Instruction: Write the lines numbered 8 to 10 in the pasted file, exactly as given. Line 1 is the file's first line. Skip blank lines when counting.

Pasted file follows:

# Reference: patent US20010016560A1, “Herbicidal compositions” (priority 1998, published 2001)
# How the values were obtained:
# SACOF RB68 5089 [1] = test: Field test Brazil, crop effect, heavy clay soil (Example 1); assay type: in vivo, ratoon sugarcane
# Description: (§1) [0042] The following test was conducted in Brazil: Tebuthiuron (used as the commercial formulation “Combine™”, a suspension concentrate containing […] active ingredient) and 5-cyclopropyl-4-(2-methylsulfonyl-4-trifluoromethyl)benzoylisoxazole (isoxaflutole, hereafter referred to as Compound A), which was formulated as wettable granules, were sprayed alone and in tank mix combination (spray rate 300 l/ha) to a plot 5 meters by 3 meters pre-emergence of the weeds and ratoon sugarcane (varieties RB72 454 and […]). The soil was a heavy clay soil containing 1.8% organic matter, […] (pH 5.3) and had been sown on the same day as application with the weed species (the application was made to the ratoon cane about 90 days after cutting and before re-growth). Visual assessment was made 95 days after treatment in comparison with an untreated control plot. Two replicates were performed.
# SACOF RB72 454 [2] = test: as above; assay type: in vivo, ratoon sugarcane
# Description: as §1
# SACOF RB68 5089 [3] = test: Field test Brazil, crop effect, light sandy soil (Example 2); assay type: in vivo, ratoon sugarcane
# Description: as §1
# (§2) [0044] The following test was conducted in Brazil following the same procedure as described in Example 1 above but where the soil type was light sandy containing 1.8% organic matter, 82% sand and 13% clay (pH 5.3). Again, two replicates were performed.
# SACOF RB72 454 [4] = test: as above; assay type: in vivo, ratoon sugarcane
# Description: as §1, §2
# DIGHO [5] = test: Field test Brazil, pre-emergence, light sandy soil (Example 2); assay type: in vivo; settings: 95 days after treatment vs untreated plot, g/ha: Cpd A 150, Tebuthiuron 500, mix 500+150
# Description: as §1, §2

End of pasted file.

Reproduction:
# Description: as §1
# (§2) [0044] The following test was conducted in Brazil following the same procedure as described in Example 1 above but where the soil type was light sandy containing 1.8% organic matter, 82% sand and 13% clay (pH 5.3). Again, two replicates were performed.
# SACOF RB72 454 [4] = test: as above; assay type: in vivo, ratoon sugarcane